“Specifically, model participants will coordinate care and clinical management for beneficiaries in original Medicare in their region,” the agency said. “This coordination may include care management services, telemedicine, as well as help for beneficiaries to understand which providers have a history of delivering better results and lower cost over the long-term.”

Direct contracting agencies will have the option to offer enhanced Medicare benefits, such as:

  • Home visits for beneficiaries following a discharge from an inpatient hospital, psychiatric facility, inpatient rehabilitation facility, long-term care hospital, or skilled nursing facility;
  • Home visits for care management; and
  • Increased access to home healthcare by waiving the homebound requirements for access to home health services in Medicare.
  • DCE’s can offer to waive Medicare’s three-day skilled-nursing facility rule. There is also the option to lower out-of-pocket costs for enrollees by lowering Part A or B copays or offering subsidies for beneficiaries’ Part B premiums.


GEO has a strong focus on social determinants of health and will offer DCEs several for beneficiary engagement. The model includes new tools that will assist beneficiaries in finding high-value care by offering things such as vouchers for over-the-counter medications, healthcare-related transportation, meal programs, chronic disease management programs, wellness programs, and vision and dental services. Participants can also provide items and services to help enrollees find non-medical assistance for home improvements such as home air-filtering systems and railing installation.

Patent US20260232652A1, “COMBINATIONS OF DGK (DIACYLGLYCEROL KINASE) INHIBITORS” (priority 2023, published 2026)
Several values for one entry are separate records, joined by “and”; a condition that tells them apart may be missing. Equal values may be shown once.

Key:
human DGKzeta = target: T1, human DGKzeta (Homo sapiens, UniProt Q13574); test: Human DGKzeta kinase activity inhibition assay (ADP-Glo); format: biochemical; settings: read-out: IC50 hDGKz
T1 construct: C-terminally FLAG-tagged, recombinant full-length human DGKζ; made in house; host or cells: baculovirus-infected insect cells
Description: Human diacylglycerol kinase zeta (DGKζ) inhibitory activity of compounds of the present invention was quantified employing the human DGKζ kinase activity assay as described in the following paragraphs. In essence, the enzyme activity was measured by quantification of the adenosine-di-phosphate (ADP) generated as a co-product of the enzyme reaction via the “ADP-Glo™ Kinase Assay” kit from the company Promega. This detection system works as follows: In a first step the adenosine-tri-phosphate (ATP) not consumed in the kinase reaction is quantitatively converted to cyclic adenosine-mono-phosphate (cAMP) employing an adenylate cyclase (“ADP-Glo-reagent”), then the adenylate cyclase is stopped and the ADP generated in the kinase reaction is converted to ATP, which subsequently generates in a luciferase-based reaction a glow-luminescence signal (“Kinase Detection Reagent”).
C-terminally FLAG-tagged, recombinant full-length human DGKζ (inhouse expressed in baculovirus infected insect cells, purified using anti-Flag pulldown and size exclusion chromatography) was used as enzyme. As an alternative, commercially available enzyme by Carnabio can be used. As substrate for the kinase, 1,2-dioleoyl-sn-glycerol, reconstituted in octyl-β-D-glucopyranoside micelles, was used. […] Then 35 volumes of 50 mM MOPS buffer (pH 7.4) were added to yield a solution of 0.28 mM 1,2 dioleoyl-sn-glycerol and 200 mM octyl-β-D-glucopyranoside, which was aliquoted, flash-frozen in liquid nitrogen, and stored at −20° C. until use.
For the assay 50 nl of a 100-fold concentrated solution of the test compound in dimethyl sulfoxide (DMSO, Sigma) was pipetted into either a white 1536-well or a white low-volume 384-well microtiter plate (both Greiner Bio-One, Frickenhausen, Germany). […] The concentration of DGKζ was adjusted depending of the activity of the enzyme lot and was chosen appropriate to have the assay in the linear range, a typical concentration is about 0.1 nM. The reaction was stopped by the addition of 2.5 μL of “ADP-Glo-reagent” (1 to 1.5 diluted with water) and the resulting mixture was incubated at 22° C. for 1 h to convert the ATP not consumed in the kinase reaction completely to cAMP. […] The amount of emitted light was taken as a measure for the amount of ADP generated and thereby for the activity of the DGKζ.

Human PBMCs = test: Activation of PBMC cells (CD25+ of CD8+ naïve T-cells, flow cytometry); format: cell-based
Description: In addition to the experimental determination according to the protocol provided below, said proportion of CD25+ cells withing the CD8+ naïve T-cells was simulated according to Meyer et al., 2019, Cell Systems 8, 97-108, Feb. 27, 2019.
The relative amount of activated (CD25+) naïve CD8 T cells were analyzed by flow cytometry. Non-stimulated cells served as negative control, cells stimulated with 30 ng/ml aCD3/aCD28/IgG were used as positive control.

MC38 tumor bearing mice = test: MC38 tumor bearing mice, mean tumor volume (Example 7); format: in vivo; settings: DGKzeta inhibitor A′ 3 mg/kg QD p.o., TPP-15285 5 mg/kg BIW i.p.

“The direct care entities are at risk, and so to perform well they need to keep patients healthy and they need to keep them out of the hospital,” Verma said on the call. “So we’re giving them the flexibility to provide additional benefits that may help keep these people healthy.” (See related article: 2021 Healthcare Outcomes Go Statewide and Regional).


Beneficiaries in areas covered by DCEs will have all the same benefits as other Medicare enrollees, but they also may have some additional benefits, such as lower out-of-pocket cost-sharing and access to enhanced home care services. Beneficiaries won’t be able to opt-out of the new model, but they will have the option to select a DCE in their region at the start of each performance period, as well as to change DCEs either quarterly or annually. (If they don’t select a DCE, they will be randomly assigned to one.) CMS officials said that they “expect beneficiaries will have the option of at least one.

Beneficiaries in a Medicaid managed care plan or ACO that is a DCE in their area will be matched with that entity. If claims data show a beneficiary to be receiving care from a preferred provider, they will be aligned with that provider’s DCE. Finally, any remaining beneficiaries will be randomly assigned. Members can change their DCE but not opt entirely out of the model. They do, however, maintain all their fee-for-service coverage rights.

The Geographic Direct Contracting Model will have two 3-year performance periods. The first performance period will take applications in 2021 and have a performance period from January 1, 2022, through December 31, 2024. The second performance period will take applications in 2024 and have a performance period from January 1, 2025, through December 31, 2027.

View the 51 direct contracting entities in 39 states as well as in the District of Columbia and Puerto Rico at: